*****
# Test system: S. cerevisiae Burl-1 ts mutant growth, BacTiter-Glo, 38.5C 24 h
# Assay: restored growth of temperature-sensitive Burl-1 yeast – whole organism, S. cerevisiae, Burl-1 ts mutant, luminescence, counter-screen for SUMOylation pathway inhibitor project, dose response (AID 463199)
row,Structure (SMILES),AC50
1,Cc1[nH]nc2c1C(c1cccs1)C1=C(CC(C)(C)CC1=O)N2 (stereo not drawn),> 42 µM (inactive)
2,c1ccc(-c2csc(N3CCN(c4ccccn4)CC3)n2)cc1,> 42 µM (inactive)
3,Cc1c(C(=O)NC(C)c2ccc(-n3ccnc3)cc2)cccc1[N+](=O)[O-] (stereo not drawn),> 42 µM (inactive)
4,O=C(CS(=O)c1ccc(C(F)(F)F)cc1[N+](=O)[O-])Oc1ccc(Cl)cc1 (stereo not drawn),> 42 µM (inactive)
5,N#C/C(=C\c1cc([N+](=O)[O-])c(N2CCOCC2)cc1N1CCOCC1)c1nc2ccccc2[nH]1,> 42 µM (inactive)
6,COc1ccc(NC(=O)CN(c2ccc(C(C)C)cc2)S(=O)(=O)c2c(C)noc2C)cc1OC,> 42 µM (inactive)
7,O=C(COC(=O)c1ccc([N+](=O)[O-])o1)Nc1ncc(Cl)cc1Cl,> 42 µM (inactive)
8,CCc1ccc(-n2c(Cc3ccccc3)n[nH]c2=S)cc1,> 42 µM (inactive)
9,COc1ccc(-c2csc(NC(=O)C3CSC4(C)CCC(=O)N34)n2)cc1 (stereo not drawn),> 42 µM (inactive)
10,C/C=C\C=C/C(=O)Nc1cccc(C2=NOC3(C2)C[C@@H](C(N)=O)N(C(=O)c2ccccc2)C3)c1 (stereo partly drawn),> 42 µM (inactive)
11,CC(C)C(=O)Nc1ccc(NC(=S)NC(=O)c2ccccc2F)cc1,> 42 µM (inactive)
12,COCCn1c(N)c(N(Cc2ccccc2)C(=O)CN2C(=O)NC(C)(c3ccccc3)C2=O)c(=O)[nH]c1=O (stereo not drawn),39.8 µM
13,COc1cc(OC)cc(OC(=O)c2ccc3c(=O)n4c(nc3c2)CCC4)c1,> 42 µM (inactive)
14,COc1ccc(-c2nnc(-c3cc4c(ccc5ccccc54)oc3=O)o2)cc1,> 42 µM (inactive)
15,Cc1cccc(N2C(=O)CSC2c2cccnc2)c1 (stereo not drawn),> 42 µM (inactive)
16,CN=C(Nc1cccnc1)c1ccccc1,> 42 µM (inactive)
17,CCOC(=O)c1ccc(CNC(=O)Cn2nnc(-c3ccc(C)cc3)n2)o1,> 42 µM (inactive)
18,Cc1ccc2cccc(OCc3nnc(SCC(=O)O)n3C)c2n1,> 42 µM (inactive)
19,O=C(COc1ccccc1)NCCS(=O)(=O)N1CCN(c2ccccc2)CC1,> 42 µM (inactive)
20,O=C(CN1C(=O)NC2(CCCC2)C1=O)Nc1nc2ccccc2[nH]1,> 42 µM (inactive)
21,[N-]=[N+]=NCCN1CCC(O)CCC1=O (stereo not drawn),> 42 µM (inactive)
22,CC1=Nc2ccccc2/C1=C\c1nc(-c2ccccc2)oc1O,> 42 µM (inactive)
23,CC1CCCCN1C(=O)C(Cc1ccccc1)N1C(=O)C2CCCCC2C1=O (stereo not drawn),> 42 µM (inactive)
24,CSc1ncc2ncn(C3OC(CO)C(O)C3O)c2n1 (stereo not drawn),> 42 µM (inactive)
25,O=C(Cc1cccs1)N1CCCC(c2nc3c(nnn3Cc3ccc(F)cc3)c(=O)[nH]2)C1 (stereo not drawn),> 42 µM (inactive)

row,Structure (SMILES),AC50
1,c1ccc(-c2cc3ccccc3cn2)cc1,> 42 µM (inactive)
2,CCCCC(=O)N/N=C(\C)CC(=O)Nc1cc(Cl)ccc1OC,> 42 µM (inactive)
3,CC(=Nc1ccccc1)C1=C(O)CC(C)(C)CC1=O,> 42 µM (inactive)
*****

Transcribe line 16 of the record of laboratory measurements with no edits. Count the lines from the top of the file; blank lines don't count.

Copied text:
13,COc1cc(OC)cc(OC(=O)c2ccc3c(=O)n4c(nc3c2)CCC4)c1,> 42 µM (inactive)